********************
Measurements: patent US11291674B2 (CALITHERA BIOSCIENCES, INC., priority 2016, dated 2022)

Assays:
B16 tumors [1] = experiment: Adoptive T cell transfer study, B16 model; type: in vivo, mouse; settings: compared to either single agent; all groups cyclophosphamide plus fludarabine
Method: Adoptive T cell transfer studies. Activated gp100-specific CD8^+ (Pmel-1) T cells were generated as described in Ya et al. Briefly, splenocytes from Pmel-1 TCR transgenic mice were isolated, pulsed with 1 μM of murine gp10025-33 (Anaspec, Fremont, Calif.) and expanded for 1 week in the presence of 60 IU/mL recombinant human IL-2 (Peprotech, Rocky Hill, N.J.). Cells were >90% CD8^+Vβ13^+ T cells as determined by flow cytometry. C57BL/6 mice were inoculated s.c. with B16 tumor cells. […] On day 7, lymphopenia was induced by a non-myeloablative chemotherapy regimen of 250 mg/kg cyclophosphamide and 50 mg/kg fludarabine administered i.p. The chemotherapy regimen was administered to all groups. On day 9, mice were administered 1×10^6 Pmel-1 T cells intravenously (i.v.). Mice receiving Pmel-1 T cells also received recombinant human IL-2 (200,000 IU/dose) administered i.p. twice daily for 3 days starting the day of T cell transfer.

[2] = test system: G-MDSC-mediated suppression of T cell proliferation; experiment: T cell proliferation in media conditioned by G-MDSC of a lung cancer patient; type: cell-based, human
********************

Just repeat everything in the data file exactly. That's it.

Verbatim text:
Measurements: patent US11291674B2 (CALITHERA BIOSCIENCES, INC., priority 2016, dated 2022)

Assays:
B16 tumors [1] = experiment: Adoptive T cell transfer study, B16 model; type: in vivo, mouse; settings: compared to either single agent; all groups cyclophosphamide plus fludarabine
Method: Adoptive T cell transfer studies. Activated gp100-specific CD8^+ (Pmel-1) T cells were generated as described in Ya et al. Briefly, splenocytes from Pmel-1 TCR transgenic mice were isolated, pulsed with 1 μM of murine gp10025-33 (Anaspec, Fremont, Calif.) and expanded for 1 week in the presence of 60 IU/mL recombinant human IL-2 (Peprotech, Rocky Hill, N.J.). Cells were >90% CD8^+Vβ13^+ T cells as determined by flow cytometry. C57BL/6 mice were inoculated s.c. with B16 tumor cells. […] On day 7, lymphopenia was induced by a non-myeloablative chemotherapy regimen of 250 mg/kg cyclophosphamide and 50 mg/kg fludarabine administered i.p. The chemotherapy regimen was administered to all groups. On day 9, mice were administered 1×10^6 Pmel-1 T cells intravenously (i.v.). Mice receiving Pmel-1 T cells also received recombinant human IL-2 (200,000 IU/dose) administered i.p. twice daily for 3 days starting the day of T cell transfer.

[2] = test system: G-MDSC-mediated suppression of T cell proliferation; experiment: T cell proliferation in media conditioned by G-MDSC of a lung cancer patient; type: cell-based, human